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cansevin
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Place for backend database to stay

I currently have a small office with 4 computers using access. The back end is stored on a laptop which has been working great. I want to use the laptop for something else, and need an alternative to place the back-end on.

What are the cheapest options? Would simply an external hard drive work? If you could post a link to amazon, that would be great. Some notes:

1.) The ONLY thing I am doing on the network is the backend of the database, nothing else
2.) I am looking for something simple and easy... nothing complex. Hoping for under $100 or so.

Thanks!
Microsoft Access

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DatabaseMX (Joe Anderson - Former Microsoft Access MVP)

8/22/2022 - Mon
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PatHartman

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Bob Bender

Your backend database can reside anywhere that can be mapped as a location that Access can refer to.   Have you thought about Cloud Storage?  Just a thought.

If you are buying an external drive, be sure it is a solid brand (Western Digital or Seagate is my choice)

Quick search showed me this for $75.   (includes automatic and cloud backups)

WD My Passport Ultra 1TB Portable External Hard Drive USB 3.0 with Auto and Cloud Backup - Blue (WDBZFP0010BBL-NESN... by Western Digital

Bob
Eirman

These are my recommendations based on long experience...

Create a partition on the PC that is used the most and call it/name it for example
Drive X:
Lets call this your main PC (which is acting as a server)
This is good free partition software
http://filehippo.com/download_easeus_partition_master_home
(Or use a USB drive and make it drive X:)

Next set Create sharing for drive X: on this main PC.
Store your backend here.

One by one on the other PCs, map the shared drive (on the main PC) as Drive X:

Go back to your main PC and (as mentioned above) use the linked tables manager to relink to the tables on Drive X.

Now copy the front end on the main PC to the other PCs and they should work without relinking.
-----------------------------------------------------------------------------------------
You can create a batch file to do this copying for you.
It makes future updating of the front end throughout your network a doddle!

Create another batch file to backup your backend  to chosen network locations.
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DatabaseMX (Joe Anderson - Former Microsoft Access MVP)

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cansevin

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rwheeler23
DatabaseMX (Joe Anderson - Former Microsoft Access MVP)

Folks ... at this point in time, there is no reason not to be using a solid state drive, and the Samsung 840 Pro in whatever size (128, 256, 512 GB) is nothing short of amazing. The performance difference across the board is night and day. Boot time 10-15 seconds instead of 60-70 seconds, and so on.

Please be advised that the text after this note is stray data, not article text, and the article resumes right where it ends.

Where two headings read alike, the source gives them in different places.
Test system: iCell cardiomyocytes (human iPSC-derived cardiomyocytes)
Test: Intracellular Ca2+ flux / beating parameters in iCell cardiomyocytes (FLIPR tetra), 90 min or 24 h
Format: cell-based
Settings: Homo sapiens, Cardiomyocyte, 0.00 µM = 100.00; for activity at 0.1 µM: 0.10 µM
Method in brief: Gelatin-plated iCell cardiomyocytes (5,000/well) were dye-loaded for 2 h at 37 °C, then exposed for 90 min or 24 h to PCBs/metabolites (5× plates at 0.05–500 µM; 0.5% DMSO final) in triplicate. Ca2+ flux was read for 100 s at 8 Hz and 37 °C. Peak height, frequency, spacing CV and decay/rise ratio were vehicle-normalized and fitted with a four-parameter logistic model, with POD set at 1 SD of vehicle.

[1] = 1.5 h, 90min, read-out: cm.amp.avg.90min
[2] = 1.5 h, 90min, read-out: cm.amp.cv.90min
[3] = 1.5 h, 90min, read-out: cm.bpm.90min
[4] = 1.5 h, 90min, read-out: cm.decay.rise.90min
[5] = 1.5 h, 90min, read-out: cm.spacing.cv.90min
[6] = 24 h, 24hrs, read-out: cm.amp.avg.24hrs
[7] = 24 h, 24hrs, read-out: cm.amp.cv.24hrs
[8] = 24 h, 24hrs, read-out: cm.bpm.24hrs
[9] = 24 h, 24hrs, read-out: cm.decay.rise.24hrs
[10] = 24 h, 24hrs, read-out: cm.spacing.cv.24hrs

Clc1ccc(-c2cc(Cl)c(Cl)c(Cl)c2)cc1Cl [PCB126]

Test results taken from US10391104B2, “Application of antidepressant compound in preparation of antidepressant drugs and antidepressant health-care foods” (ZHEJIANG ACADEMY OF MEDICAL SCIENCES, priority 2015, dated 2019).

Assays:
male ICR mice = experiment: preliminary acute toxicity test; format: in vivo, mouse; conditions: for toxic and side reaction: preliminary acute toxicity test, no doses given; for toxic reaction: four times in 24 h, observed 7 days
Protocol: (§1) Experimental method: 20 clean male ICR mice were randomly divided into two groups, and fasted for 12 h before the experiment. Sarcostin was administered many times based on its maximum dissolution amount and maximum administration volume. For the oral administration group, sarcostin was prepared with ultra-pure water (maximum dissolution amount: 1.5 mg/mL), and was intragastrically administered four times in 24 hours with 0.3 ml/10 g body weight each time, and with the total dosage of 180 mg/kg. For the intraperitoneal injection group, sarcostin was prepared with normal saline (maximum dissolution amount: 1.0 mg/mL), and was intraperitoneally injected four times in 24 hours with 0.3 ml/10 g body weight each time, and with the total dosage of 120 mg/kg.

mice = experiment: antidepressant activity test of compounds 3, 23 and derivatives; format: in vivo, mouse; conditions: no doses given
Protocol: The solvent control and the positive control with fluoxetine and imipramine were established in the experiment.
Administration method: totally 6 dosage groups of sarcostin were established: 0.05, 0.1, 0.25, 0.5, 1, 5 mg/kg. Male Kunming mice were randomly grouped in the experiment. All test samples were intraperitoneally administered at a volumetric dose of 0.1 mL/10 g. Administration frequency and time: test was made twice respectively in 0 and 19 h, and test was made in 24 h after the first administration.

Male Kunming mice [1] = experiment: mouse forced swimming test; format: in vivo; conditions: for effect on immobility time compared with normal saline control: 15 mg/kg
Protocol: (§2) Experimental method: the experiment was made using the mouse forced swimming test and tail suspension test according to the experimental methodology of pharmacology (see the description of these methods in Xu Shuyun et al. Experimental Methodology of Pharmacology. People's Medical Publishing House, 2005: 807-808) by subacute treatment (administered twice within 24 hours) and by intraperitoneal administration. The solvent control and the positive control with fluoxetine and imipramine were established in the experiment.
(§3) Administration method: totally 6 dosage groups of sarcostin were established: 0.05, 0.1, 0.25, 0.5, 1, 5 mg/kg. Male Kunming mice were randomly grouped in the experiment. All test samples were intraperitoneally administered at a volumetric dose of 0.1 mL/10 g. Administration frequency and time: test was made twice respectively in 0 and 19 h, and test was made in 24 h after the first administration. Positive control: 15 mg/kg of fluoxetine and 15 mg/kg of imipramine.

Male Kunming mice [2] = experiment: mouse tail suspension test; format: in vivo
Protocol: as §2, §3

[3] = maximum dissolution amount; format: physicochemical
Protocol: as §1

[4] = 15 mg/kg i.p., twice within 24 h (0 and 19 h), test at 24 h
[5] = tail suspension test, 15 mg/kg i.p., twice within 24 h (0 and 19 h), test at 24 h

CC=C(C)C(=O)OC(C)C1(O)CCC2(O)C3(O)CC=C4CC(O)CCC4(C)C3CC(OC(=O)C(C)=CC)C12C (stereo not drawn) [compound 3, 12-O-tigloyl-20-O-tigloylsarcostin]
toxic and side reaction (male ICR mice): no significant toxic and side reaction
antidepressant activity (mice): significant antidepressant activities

I have one in each of my three primary laptops, as well as 2-3 friends.

mx
Scott McDaniel (EE MVE )

there is no reason not to be using a solid state drive
Other than price, of course. The link you provided shows a 500 gb SSD for around $380.00. You can buy about 9 TB of HD space for that (newegg has several WD 3 tb platter disc for around $130).

If I were to replace my current HD storage space with SSDs of a comparable price to the one at your link, I'd spend around 6000 bucks (8 TB at appx $760/TB). I could replace all my standard hard drives for a helluva lot less than that. At that price point, waiting an extra minute for a boot, or a few extra seconds to retrieve data, is a good trade off.

And if you're running a RAID setup - which everyone should do, in my opinion - you'd have to double your cost. So my upgrade to a 500 gb boot disk just went from $380 to $760.

I agree that a SSD for your main boot disc is a good idea, but there's plenty of reasons not to do so.
DatabaseMX (Joe Anderson - Former Microsoft Access MVP)

"Other than price, of course. "
Which has come down and continues to dramatically
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Scott McDaniel (EE MVE )

Which has come down and continues to dramatically
It has, but it's still many times the per-gigibyte cost of platter discs, as shown above. I think we're going to have to see that gap narrow a lot more before we'll start seeing a major shift in usage.

But as I said, a SSD boot/system disc, with platter-type storage disc for the high terrabyte needs, is a great solution. For the average user, that would be a good system.
magarity

OK, it's nice that you like SSD's for their speed but that has absolutely zero to do with this questioner needing a networked storage location/device for an MS Access file. Nobody cares about SSD speed when even 10 gigabit networking is slower than the slowest modern platter drive. Time to stop so I don't get any more notifications of this not-even-tangent thread, thanks.
DatabaseMX (Joe Anderson - Former Microsoft Access MVP)

@magarity
Thanks for sharing.

mx
PS ,... please hit the 'stop monitoring' button :-)
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